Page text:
Do I move forward with this lead or cut them loose now? 

The more complex your sales, the more critical these nine questions are. The deeper you are into B2B, the more critical they are, too. 

They still apply to simplistic sales and B2C, but you’re going to find a tremendous amount of connection if you’re B2B.

1. What’s the specific issue the customer needs help with? 

In other words, do we really know what specific issue the customer needs help with… and how do we know this? 

Have we seen similar issues with other companies in the same space? 

Because the customer may share their specific issue, but if we haven’t seen it in other companies in their industry, is it valid? Is it real? It may very well be, but I want to make sure that what I’m seeking to help you solve truly is the problem. 

2. How interested is the customer in our potential solution? 

What specifically have they said that validates their interest? 

Are they interested in our solution only because:

  • they really want to know what’s going on in the industry
  • OR they’re looking at something else and they want something to compare it to. 

In other words, I need to hear them say they like our potential solution and how it can fit in their world. 

via Mr. D on GIPHY

3. What are the customer’s strategic objectives for the next several years?

How does our solution help them with those objectives? 

I want to be able to go downstream and look two or three years out at the customer’s strategic objectives. 

If you’re selling a complex solution that’s going to be in place for 5-10 years, you better know this! It’s not just what their environment is today; it’s what their environment is going to be 2-4 years from now. 

4. Who are the competitors we could be dealing with and what are their strengths and weaknesses? 

The bigger the sale, the more likely there are going to be other competitors talking to the customer. 

The customer’s going to look at some others, especially if there’s a procurement department involved, or purchasing agents…so who are they?

What are their strengths and weaknesses? Because that’s going to help us shape our value proposition.

Read 6 Questions to Solidify Your Value Prop

5. What are the time issues the customer’s facing that could speed or delay them making a decision? 

Is their fiscal year coming up? 

Are there budgeting concerns?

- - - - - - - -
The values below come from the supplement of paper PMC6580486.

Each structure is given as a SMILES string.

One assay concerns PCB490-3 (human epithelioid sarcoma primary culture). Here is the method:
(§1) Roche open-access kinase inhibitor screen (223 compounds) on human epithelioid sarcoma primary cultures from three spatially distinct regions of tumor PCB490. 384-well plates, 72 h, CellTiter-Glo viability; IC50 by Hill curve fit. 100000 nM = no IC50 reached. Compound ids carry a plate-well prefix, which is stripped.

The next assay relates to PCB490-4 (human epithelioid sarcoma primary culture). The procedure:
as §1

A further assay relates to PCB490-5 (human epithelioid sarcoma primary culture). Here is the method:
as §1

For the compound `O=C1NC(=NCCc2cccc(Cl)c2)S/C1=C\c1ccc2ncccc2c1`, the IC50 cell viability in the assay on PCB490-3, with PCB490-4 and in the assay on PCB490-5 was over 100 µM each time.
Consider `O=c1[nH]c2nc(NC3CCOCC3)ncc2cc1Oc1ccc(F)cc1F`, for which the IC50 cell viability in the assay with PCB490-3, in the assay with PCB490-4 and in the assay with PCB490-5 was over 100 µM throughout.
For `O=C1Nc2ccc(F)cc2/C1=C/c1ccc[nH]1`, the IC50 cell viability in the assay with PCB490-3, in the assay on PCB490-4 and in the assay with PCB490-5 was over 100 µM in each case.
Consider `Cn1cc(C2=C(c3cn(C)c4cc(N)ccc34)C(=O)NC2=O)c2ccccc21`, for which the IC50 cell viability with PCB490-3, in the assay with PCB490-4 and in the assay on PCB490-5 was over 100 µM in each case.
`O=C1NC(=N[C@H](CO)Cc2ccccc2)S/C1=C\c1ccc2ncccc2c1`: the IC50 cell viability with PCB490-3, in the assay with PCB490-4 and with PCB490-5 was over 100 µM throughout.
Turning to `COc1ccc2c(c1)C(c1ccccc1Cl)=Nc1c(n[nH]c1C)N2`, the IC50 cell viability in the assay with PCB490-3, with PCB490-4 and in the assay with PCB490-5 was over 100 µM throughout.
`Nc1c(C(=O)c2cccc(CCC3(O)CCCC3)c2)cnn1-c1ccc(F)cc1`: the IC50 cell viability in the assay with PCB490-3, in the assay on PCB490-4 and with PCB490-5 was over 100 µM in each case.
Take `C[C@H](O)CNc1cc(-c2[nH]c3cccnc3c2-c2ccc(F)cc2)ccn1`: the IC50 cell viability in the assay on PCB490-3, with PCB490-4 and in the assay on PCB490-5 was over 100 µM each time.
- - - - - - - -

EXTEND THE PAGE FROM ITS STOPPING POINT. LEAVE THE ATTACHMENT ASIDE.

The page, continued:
Are there other priorities that are occupying their time? 

6. Do we know with certainty how they make decisions and what their buying process looks like? 

That’s why I love to ask the question early on, “Hey, how have you gone through the process of making decisions like this in the past?” Or, “What’s the process you use to make decisions on big purchases like this?” 

You phrase it in your own words, but I want to ask that very early on. I want to understand if there are some hoops we have to go through so we know what their purchasing department expects, etc. 

There could be all kinds of different hoops that we have to go through. We better be prepared. 


7. Who are the people in the company who are working with us or against us? 

What’s our strategy for dealing with each one? 

In almost any complex sale, we’ll have people working with us—they want us—but we’ll also have people who are working against us because:

  •  they want a competitor
  • they want status quo
  • OR they want to go in a different direction. 

I better understand and find out who these people are. I need to have a strategy for dealing with each one because they will rise up at the end. They can shoot your deal down. 

If I’m prepared, I know how to handle it. 

8. Is their business and operating process one we can support both initially and long term?

If what you sell is a service that requires ongoing support, I have to understand their business and operating process. Can we support initially? 

Is this product or service going to be primarily used in South America where we have no representation? 

Is this going to be used primarily in an area of business that we need certification or security clearances for?

Or maybe they just have a business operating philosophy that doesn’t line up with ours long-term.

9. What is the long-term potential this customer offers us? (Both upsell and referrals.)

Am I going to get just one sale, or am I going to get this sale plus additional sales? 

Along with additional sales, they’re hopefully going to take us into other divisions, other operating companies, because they’re part of a larger holding company. 

What about referrals? There must be referrals they can provide us.

Lifetime value is going to help me determine how much time and effort I want to spend in trying to get this deal. 


How to Turn Rejection into Opportunity


Unlock the silver lining in every “no” and learn how to keep the sale alive. 


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Copyright 2024, Mark Hunter “The Sales Hunter” Sales Motivation Blog. Mark Hunter is the author of A Mind for Sales and High-Profit Prospecting: Powerful Strategies to Find the Best Leads and Drive Breakthrough Sales Results.

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